Monday, June 15, 2015

The School for Good and Evil - Soman Chainani


***Spoilers Ahead*** If you have yet to read this book, and you don't want to know what happens, read this review later.  I try to keep spoilers to a minimum, but a few tend to make their way into my reviews.


I just finished reading Soman Chainani's debut novel The School for Good and Evil.  This is the first book in a trilogy, and I have the second on my bookshelf waiting to be read as I type this!  


The basic plot of this book is that every four years, two kids from the village of Gavaldon are kidnapped and taken to the school for Good and Evil.  The kids are usually between the ages of 12 and 16.  According to legend, one kid is usually beautiful and ends up in the school for good, while the other kid is usually ugly and ends up in the school for evil.  Sophie, one of the main characters in the book, is convinced that she will go to the school for Good, while her "best friend," Agatha, will end up in the school for Evil.  Agatha, on the other hand, is convinced that Sophie is crazy, and that the School for Good and Evil does not really exist.  On the eleventh night of the eleventh month, Sophie is beautifying herself, so as to make herself ready when the school master comes to take her.  (For a 12 year old, she has the most ridiculous beauty routine ever.  It includes a minimum of 9 hours of sleep, rubbing fish eggs on her skin, then rinsing it off and rubbing multiple other things like pumpkin puree and goats milk onto her skin as well.)


As Sophie is getting ready, her father is preparing in his own way - by pounding wood over Sophie's door to prevent her from leaving and to stop anyone else from getting in and taking her.  Sophie finds this infuriating, as she desperately wants to get kidnapped and have her own fairy tale.  Well, Sophie gets away in a different manner.  See, when Agatha sneaks over to steal the cookies Sophie left on the windowsill, Sophie sneaks out, follows Agatha, and they both get kidnapped while climbing a tree.  They get taken by a giant bird to the School for Good and Evil, where, much to the shock and surprise of both girls, Agatha gets sent to the School for Good and Sophie gets sent to the School for Evil.  Anyone who can discern character well will understand that this is actually the appropriate spot for each girl.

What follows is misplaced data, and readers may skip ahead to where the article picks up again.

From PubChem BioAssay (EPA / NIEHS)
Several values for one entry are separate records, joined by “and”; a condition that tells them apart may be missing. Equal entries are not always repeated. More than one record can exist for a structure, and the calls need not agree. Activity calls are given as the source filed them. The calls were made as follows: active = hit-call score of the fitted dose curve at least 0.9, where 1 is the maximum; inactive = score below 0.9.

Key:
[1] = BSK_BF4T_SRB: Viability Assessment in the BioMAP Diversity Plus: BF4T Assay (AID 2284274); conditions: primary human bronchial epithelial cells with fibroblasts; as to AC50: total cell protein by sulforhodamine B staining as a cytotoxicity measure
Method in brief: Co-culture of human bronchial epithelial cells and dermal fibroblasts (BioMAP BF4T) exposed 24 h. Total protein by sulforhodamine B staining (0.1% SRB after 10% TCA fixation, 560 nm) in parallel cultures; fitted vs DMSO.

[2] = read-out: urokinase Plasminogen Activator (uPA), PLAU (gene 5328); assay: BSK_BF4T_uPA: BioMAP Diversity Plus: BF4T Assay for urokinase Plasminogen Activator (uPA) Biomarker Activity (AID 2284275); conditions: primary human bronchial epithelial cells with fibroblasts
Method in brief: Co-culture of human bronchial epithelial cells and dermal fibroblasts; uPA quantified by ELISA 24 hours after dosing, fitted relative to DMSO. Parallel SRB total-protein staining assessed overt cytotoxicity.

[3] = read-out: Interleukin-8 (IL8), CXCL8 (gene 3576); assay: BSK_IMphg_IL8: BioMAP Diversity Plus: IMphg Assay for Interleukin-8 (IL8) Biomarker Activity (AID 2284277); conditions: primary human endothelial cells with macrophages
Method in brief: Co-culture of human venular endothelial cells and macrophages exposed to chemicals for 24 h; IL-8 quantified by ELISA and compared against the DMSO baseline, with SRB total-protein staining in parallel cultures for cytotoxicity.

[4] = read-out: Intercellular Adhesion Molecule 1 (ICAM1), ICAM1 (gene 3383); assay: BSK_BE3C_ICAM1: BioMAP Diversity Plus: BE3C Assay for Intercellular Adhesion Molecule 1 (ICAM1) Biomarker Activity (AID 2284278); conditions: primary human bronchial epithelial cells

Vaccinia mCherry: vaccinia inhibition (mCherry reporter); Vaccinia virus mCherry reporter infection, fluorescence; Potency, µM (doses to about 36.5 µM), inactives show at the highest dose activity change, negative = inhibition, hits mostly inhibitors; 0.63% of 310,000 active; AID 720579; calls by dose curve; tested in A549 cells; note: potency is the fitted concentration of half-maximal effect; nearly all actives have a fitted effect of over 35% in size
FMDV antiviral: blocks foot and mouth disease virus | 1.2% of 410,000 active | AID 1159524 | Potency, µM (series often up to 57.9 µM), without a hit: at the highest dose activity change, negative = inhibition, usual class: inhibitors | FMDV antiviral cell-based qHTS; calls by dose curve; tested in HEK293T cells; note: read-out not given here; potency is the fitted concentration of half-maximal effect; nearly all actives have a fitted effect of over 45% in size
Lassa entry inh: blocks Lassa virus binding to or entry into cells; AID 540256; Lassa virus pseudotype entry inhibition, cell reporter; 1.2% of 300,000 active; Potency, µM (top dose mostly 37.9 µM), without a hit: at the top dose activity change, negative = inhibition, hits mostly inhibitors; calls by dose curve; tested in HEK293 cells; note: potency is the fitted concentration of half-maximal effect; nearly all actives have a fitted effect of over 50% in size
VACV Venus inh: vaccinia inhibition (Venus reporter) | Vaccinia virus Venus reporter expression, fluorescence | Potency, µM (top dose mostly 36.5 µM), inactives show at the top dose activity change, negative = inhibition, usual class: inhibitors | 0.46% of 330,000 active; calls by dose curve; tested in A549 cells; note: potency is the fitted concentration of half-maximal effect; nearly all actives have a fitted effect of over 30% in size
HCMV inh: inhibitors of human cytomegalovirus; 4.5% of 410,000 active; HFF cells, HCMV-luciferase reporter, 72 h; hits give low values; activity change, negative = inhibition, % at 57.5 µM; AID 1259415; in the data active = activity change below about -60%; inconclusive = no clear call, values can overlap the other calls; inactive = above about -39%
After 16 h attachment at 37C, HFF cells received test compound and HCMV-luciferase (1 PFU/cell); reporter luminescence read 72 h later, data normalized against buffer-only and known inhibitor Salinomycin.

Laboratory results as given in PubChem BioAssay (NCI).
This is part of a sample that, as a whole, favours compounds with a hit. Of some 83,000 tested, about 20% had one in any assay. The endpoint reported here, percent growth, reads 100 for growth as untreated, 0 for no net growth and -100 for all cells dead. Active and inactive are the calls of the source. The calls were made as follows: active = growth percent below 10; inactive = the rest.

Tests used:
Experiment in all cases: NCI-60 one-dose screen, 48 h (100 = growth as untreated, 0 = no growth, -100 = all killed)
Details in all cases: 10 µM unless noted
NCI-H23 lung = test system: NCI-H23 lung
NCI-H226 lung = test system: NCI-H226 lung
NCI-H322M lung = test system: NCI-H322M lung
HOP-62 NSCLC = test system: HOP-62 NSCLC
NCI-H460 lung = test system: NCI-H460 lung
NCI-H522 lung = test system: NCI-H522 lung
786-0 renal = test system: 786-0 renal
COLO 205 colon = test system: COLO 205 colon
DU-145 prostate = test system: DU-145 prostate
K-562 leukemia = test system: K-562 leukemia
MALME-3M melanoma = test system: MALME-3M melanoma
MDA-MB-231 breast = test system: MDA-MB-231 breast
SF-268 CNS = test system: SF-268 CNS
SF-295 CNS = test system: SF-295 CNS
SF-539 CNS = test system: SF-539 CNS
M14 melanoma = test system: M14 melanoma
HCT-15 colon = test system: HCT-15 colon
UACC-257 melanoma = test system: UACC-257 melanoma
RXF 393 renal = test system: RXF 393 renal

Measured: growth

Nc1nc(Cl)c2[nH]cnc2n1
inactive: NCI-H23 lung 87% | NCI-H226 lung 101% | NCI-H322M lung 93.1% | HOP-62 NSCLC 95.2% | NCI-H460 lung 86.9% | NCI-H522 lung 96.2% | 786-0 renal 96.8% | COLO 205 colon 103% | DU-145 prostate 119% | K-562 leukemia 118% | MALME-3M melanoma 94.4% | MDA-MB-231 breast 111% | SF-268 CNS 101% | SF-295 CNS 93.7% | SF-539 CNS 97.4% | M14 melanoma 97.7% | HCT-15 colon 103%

So, now we know where each girl ends up.  Both are convinced they are in the wrong school, and as a result, they both do poorly on their tests for a while.  Then Sophie convinces Agatha to help her, so Agatha becomes a cockroach and assists Sophie, ensuring that Sophie becomes the top student in the School for Evil, and causing Agatha's grades, which had been improving, to slip.  Over the course of the novel, Sophie and Agatha change, both finally realizing that they are in the correct schools after all.  When Agatha realizes she is in the correct school, she also gains confidence in herself and realizes she is beautiful after all.  Sophie, on the other hand, is truly, completely, 100% pure evil.  As a result of this discovery about herself, Sophie turns into a hag and administers attacks on the School for Good in an attempt to get Tedros, the boy she thinks she loves, to be with her instead of Agatha.  The drama between school ensues, reaching a high when Sophie tries to kill Agatha. 

Now, overall, I think this book was very well written.  I think the author does a great job of drawing the reader in and making them fall in love with the story.  The descriptions in the book were wonderful, really giving the reader a great idea of what the school and the characters looked like.  However, I have some worries about content in this book.

Sophie and Agatha, as well as the other students described in this book, are young.  They are 12 years old.  Now, I know that around the age of 12 is when young girls and boys start going through puberty, and experiencing all the feelings that go along with that.  However, I feel that the author sexualizes the characters way too much.  12 year olds should not be sexualized at all, because they are way to young to have sex, or to understand everything that goes along with that.  This was a big issue for me.  Chainani had characters who were talking about being in love with each other and wanting to get married and all that.  At the age they are, these kids should be more worried about learning what it means to develop, and learning about the changes their bodies are going through.  They should not be competing with each other to get the hottest date to the ball, or the best man for a husband.  It is absolutely ridiculous to expect content like that to be included in a novel for young kids. 

Also, I didn't think it was appropriate for Chainani to place such importance on the looks of the kids in this story.  There was heavy emphasis throughout the story that the only way to make a guy really like you is if you were beautiful - which is why Evers could earn the use of the Groom Room.  The Nevers, on the other hand, were taught that they would always be ugly, and that they should focus on evil things, because they would never have happy endings.  Ridiculous. 

While I think this book is well written, I cannot, in good conscience, recommend it for kids under the age of 16.  If you are a reader with a well defined sense of self, and a knowledge that being kind is better than looking beautiful, then I think you will do well reading this book.

I would give this book a C rating for good writing, but questionable content.

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